In July, the city’s average value increased by 0.9% to $677,309, which is the same rate of growth that we reported in both June and May.

The city’s two biggest months this year were February (2.6%) and April (2.5%).

QV area manager Tim Gibson commented: “Though prices appear to be holding up, we are seeing less interest in all types of residential property listings now from investors, first-home buyers, and even owner-occupiers.

“It will be interesting to see whether local buyers spring back into action in spring, or whether the prospect of rising interest rates has the market spooked.”


There was a relatively sharp spike in residential house prices in Queenstown last month.

After three months in a row with little-to-no growth, the average house price jumped 3.5% in July to $1,435,138.

Prices have risen by an average 12.6% this calendar year, with more than half of that growth occurring in the months of March (4.1%) and now July.

Although there is currently a high level of demand for property and strengthening value growth within the Queenstown market, local QV property consultant Greg Simpson said the prospect of rising interest rates would have a cooling effect on the market.

“Analysts predict that while the outlook for interest rates looks stable for now, there is a growing expectation of higher interest rates in the next 18 months,” he said.

“The Reserve Bank is likely to raise the official cash rate this year and the hike in interest rates will have a cooling effect on the housing market.”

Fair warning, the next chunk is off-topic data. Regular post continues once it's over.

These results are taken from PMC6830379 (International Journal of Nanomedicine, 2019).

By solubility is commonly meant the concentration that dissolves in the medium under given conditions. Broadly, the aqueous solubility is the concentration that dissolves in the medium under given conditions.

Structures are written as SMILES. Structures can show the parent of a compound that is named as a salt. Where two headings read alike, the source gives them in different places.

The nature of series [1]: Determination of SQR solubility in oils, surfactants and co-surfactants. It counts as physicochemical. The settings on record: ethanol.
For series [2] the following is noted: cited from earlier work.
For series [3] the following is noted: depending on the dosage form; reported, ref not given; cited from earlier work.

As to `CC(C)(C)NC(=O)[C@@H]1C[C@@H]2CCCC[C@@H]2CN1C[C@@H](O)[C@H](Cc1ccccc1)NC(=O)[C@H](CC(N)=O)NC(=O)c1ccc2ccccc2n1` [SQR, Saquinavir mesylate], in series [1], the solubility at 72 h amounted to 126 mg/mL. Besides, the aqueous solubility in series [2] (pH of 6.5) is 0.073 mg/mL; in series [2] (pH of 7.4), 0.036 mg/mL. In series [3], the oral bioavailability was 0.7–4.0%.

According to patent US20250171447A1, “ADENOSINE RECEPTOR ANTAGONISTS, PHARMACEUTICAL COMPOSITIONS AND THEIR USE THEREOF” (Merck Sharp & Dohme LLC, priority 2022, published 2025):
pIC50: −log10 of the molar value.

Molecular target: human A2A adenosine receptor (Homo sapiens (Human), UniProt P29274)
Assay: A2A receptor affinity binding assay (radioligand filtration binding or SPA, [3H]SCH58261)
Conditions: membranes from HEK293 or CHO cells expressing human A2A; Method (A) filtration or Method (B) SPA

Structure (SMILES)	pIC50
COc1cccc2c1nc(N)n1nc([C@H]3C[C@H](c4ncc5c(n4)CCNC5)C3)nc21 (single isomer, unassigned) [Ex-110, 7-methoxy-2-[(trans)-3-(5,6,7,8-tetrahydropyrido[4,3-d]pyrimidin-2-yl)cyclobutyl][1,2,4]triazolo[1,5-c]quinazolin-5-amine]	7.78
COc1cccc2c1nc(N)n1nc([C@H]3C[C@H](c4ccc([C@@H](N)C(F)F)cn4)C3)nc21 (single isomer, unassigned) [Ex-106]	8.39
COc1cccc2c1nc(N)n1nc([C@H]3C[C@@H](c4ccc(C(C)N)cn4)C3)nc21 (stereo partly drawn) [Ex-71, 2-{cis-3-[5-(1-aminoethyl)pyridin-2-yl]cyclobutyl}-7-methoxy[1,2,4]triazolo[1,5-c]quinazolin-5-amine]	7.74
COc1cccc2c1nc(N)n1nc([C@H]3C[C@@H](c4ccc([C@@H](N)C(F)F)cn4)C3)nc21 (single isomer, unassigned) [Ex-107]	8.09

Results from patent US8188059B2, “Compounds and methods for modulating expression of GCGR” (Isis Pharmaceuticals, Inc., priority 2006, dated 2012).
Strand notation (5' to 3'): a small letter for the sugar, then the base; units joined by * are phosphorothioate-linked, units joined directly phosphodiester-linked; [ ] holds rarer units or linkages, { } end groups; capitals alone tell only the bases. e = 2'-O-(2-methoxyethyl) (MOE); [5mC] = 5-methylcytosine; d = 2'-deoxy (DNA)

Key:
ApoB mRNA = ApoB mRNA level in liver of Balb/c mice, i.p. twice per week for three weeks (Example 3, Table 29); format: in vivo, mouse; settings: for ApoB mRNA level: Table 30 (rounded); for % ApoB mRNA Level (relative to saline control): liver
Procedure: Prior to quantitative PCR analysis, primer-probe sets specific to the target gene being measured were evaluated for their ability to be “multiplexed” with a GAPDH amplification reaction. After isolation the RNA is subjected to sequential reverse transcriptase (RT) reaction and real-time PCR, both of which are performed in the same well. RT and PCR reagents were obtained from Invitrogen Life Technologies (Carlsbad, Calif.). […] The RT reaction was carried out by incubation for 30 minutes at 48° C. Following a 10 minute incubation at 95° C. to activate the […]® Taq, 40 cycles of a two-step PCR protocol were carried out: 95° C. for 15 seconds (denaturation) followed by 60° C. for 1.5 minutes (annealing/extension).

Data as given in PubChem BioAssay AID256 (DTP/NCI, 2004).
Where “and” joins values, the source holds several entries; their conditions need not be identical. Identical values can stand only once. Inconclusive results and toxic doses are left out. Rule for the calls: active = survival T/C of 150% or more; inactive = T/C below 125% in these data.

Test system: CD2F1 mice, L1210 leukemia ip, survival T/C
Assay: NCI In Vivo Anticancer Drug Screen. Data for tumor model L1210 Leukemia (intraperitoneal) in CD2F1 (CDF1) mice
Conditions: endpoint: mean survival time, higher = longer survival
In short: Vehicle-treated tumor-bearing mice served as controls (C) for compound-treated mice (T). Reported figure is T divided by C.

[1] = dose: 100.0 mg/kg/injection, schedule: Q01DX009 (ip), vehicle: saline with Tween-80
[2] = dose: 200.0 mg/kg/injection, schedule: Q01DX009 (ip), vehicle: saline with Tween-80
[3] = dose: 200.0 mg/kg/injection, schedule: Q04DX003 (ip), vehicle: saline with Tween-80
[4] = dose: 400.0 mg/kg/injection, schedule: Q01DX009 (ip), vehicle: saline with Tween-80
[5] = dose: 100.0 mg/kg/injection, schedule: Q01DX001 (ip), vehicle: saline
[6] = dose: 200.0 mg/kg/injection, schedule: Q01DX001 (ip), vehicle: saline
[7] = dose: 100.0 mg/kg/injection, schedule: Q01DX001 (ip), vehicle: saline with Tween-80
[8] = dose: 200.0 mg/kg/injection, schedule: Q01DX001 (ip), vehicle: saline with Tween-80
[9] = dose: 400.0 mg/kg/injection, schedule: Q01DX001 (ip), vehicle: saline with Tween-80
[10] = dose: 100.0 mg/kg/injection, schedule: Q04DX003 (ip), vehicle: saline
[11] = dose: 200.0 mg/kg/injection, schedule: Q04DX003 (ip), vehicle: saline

He said it looked increasingly likely that the Reserve Bank would also introduce debt-to-income limits to help support financial stability and promote house price sustainability.


House prices increased by an average of 1.3% in Invercargill last month, which is slightly more than the previous two months when value changes were kept to less than a percent, but well down on earlier peaks of up to 4%.

Local QV property consultant Andrew Ronald commented: “The latest QV House Price Index indicates a stabilisation of price levels in Invercargill.

“We’ve seen less investor activity these past couple of months, but there remains strong demand in the market from first-home buyers.

“There is also strong demand for building sites throughout the wider Invercargill locality with price levels strengthening considerably over recent months.”

Provincial centres, North Island

Western Bay of Plenty tops our list of North Island provincial centres this month with its average house price increasing by 12.5% this quarter to $968,602.

In terms of quarterly house price growth, it’s followed by the Waikato District (10.4%), and Hauraki (9.8%).

Over the past 12 months, house values have increased most in the Bay of Plenty town of Ōpōtiki (44.9%) and in Whanganui (41.8%).

Provincial centres, South Island

In the South Island, Grey District once again leads all provincial centres for quarterly house price growth (11.1%), followed by Waimate (9.4%) and Kaikōura (8.3%).

House values have increased most in the districts of Buller (34.8%) and Grey (34.3%) in the past 12 months.

Tags: house prices housing market property values QV

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Median 8.64 7.21 7.29 6.65